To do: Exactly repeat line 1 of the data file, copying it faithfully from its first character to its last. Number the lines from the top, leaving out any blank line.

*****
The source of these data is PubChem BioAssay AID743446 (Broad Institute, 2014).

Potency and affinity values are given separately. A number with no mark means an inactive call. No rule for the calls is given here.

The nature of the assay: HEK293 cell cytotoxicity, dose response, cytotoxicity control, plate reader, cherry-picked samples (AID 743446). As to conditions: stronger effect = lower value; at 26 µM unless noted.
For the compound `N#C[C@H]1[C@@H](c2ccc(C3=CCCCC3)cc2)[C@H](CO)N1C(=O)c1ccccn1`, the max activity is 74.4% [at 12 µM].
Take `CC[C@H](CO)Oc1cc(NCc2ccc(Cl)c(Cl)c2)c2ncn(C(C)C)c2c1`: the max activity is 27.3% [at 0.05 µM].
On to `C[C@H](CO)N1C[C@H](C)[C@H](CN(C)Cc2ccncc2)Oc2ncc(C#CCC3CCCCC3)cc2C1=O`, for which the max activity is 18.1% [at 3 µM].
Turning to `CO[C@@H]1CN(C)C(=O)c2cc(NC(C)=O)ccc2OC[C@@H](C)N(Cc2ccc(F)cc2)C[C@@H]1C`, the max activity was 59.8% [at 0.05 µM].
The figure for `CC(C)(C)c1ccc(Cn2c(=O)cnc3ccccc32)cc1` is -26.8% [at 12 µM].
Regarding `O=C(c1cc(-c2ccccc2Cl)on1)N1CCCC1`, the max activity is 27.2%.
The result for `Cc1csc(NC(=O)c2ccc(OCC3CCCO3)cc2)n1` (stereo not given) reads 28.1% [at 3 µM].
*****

The source of these data is PubChem BioAssay AID743446 (Broad Institute, 2014).